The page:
Methodist Cardiovascular Surgery Associates Vein Clinic offers comprehensive treatment options for common vein conditions including varicose veins. In addition to conventional vein stripping (removal) and schlerotherapy injections (chemical shrinking); varicose veins can be treated using innovations in venous ablation and microphlebectomy. Ablation (vein disabling) is a minimally invasive endovascular procedure through a small incision where the vein is closed from within using laser or radiofrequency energy resulting in fewer complications, more patient comfort, and a quick recovery. Microphlebectomy (vein removal) is similarly performed through a very small incision.
The Vein Clinic also treats spider veins, a common cosmetic problem evidenced by small clusters of veins, usually in the lower extremities. Traditional approaches to spider veins include schlerotherapy (chemical shrinking). Methodist Cardiovascular Surgery Associates physicians also perform laser therapy using a light beam that is pulsed onto the veins in order to seal them off, causing them to dissolve with less patient discomfort.
Deep Vein Thrombosis
Deep Vein Thrombosis (DVT) is a common condition involving the formation of a blood clot in a deep vein, most often in the legs or pelvic area. This venous inflammation with clotting may result in painful, swollen extremities; or the symptoms may be much harder to detect. The most serious complication of DVT is a clot dislodging and traveling to the lungs causing a pulmonary embolism which requires emergency treatment. Methodist Cardiovascular Surgery Associates uses the latest duplex ultrasound testing techniques to locate blockages and measure blood flow velocities, indicating areas of blood flow restriction. Medications are effective in treating most DVT cases although some patients are not candidates for medication therapy alone. In these cases, a surgical procedure may be used to place an Inferior Vena Cava (IVC) filter to block emboli from reaching the lungs.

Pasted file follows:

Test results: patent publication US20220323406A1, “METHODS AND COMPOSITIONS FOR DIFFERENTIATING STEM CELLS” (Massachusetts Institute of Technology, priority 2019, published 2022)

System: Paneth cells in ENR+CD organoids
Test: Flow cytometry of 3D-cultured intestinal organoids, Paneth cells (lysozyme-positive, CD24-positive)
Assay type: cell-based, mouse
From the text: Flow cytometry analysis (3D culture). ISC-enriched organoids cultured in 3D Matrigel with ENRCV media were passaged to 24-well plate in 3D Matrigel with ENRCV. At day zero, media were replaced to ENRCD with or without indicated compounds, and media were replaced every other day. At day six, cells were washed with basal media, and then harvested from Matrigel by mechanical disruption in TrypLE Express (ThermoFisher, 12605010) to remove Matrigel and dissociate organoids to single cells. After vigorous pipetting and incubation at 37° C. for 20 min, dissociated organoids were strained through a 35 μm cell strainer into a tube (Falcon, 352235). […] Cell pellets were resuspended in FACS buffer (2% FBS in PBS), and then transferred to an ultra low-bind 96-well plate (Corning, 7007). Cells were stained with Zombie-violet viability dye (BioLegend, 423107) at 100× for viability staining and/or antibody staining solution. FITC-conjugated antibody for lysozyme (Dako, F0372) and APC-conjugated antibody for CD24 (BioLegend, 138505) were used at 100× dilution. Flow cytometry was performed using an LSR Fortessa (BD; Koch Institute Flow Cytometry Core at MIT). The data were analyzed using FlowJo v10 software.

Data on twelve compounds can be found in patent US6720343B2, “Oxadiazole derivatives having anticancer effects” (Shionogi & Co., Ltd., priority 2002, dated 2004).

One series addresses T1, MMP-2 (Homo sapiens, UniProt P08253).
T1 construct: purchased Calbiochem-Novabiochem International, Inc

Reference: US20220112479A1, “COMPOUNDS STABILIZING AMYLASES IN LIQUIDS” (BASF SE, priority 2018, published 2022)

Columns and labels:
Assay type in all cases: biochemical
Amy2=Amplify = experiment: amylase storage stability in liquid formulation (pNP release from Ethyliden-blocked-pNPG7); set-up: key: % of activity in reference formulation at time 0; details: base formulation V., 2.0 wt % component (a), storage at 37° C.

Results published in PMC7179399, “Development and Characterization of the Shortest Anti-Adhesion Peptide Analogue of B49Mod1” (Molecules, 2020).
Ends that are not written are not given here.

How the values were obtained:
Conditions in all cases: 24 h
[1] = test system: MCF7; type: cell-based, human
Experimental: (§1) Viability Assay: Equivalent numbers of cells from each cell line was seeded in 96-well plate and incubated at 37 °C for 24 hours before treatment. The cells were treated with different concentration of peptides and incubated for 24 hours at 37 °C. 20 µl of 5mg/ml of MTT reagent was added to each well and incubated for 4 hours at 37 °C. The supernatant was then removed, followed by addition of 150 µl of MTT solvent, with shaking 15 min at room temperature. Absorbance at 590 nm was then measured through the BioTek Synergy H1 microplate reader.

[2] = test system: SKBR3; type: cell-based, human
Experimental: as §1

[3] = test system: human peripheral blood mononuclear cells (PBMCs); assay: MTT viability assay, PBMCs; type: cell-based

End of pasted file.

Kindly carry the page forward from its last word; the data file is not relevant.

Complex Venous Dialysis Access
For patients suffering from kidney failure, access to the circulatory system for hemodialysis (external filtering of the blood) may be required. Hemodialysis access can be gained by a central venous catheter, a fistula, or a graft. Immediate access can be gained by simply placing a central catheter, usually via the neck into the vena cava, although catheters restrict blood flow and introduce an increased risk for infection. For long term access, Methodist Cardiovascular Surgery Associates physicians are able to create an AV (Arteriovenous) fistula, or direct connection between an artery and a vein in the arm; or an AV graft which is a tube, or artificial blood vessel, inserted beneath the skin in the arm to connect an artery to a vein. Doppler imaging may be used to determine the optimal placement point on the arm so adequate circulation is maintained throughout the extremity. Over time, the access may develop narrowing or blockages; requiring some combination of medication and percutaneous transluminal angioplasty (PTA) to restore adequate blood flow. Placement of a stent may also be required to maintain circulation.